Three more factors to add to the equation. When considering dust-to-dust environmental cost, motorcycles:
  • consume far less energy to make;
  • occupy less space when parked, e.g. in city centres;
  • can be recycled more easily as there are fewer compound materials.
 

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Ride any Road. Ask me...
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A project for an Ungergraduate??

Think you must consider the C footprint in a cradle to grave energy analysis. As DDY states there are many factors that would weigh heavily in the MCs favour, one simply being the reuse of parts. Bike breakers rarely weigh in any metals, the motorcycle user seems to have a need for all the parts of a scrapped bike.

My other idea is the actual mpg you get on a congested commute. If we take any form of pleasure riding out of the equation and just consider the "essential" traffic, going nowhere with the engine running is always going to let traffic down!

Even simply importing a bike costs less in E terms than a car, as we all know that can't be justified due to multiple occupancy factors, the majority of cars carry just 1 person!

Now, if I taught A level, there's a fab Geog/Sci project in here. Any Env Sci undergraduates out there looking for a final year thesis? You have a ready, willing and pretty able ( http://www.xrv.org.uk/forums/showthread.php?t=24649 )research base!

(I've an Env Sci BA, and a Waste MSc if its any help!)
 

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I did a check on my bus the other night.
Through the night I did 66 miles.
The total amount of fuel used was 120 litres.
The total number of passengers carried 200.
 

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Huh?
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What route do you drive, Mr Fingers?

How does the consumption compare to a car if you take the passenger numbers into account? I'd work it out myself but like Whealie I'd need half a brain!

-Simon
 

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Geeking it out!
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Discussion Starter #9
But a bike would need about 500 miles per gallon to compete.

I think, 2.5 miles per gallon for 1 person, 250 miles per gallon for 100, so yep, I think I'm right?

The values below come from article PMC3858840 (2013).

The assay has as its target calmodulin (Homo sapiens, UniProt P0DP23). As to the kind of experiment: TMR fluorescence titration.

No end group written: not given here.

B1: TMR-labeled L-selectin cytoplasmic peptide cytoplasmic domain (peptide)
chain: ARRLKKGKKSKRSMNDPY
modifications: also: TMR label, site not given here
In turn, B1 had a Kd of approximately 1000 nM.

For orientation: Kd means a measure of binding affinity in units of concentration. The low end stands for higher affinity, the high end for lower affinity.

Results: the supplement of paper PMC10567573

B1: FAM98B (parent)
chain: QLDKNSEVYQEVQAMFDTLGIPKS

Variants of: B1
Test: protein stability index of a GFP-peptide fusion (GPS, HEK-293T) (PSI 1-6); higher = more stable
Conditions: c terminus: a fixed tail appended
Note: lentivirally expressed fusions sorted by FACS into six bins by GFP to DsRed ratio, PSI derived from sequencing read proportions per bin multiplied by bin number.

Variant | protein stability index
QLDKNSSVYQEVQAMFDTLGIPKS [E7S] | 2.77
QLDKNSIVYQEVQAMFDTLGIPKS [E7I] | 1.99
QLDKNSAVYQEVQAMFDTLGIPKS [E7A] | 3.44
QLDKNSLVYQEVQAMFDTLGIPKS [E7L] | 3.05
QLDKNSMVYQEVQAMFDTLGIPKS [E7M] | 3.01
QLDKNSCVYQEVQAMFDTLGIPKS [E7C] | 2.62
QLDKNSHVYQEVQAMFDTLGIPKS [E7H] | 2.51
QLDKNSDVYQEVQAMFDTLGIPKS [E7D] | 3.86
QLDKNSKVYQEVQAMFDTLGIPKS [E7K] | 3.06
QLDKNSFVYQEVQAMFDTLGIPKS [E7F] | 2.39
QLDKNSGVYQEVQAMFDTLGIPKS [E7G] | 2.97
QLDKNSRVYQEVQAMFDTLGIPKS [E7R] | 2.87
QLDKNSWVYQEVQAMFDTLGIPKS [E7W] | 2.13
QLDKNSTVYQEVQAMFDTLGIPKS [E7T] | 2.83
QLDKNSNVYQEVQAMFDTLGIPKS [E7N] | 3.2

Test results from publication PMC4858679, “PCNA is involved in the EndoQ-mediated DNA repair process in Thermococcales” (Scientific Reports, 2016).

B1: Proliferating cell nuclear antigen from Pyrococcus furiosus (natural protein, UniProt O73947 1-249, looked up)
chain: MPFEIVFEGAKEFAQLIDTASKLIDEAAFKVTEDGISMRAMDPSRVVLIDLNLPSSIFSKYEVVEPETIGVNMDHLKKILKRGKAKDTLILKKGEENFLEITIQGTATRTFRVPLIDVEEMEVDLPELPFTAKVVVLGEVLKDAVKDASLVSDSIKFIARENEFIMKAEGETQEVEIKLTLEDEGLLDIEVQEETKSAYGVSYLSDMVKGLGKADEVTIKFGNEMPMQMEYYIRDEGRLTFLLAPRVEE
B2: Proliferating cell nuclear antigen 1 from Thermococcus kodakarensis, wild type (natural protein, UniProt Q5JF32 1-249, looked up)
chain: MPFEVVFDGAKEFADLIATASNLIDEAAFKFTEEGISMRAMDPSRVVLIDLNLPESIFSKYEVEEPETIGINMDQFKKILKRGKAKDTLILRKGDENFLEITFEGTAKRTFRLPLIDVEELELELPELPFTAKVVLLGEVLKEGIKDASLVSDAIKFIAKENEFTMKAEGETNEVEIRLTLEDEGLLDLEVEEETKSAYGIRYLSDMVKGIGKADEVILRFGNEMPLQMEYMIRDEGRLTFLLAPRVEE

Does it make any difference the fact that most passengers didn't stay on the bus for the entire journey? rather that 200 passengers travelling 66 miles each, I guess they were on for no more than an average of say 3 miles (wild guess)

I should know the answer however my brain has seized up tonight:( hence asking teacher for help;);)
 

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Ride any Road. Ask me...
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Lets run it on "person miles per gallon" then. 1 bike, 1 person 47 person miles per gallon. 1 car, 1 person, 35 person miles per gallon, guessed, at best, in town etc. 1 bus, 66 passengers doing 3 miles each, 198 person miles, 120 l, 4.4l per gallon? 27.3 gallons, 198/27.3= 7.2 person miles per gallon.

ISH!

Moral - don't take the bus. Public transport is for closet Chealsea Tractor drivers!


(Now I run and hide!!)
 

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Ride any Road. Ask me...
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2,574 Posts
Lets run it on "person miles per gallon" then. 1 bike, 1 person 47 person miles per gallon. 1 car, 1 person, 35 person miles per gallon, guessed, at best, in town etc. 1 bus, 66 passengers doing 3 miles each, 198 person miles, 120 l, 4.4l per gallon? 27.3 gallons, 198/27.3= 7.2 person miles per gallon.

ISH!

Moral - don't take the bus. Public transport is for closet Chealsea Tractor drivers!


(Now I run and hide!!)

'locks, wrong numbers,

Lets run it on "person miles per gallon" then. 1 bike, 1 person 47 person miles per gallon. 1 car, 1 person, 35 person miles per gallon, guessed, at best, in town etc. 1 bus, 200 passengers doing 3 miles each, 600 person miles, 120 l, 4.4l per gallon? 27.3 gallons, 600/27.3= 22 person miles per gallon.

Pretty cool really. Bikes are best.

:toothy3:.
 

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nunquam scienter utilis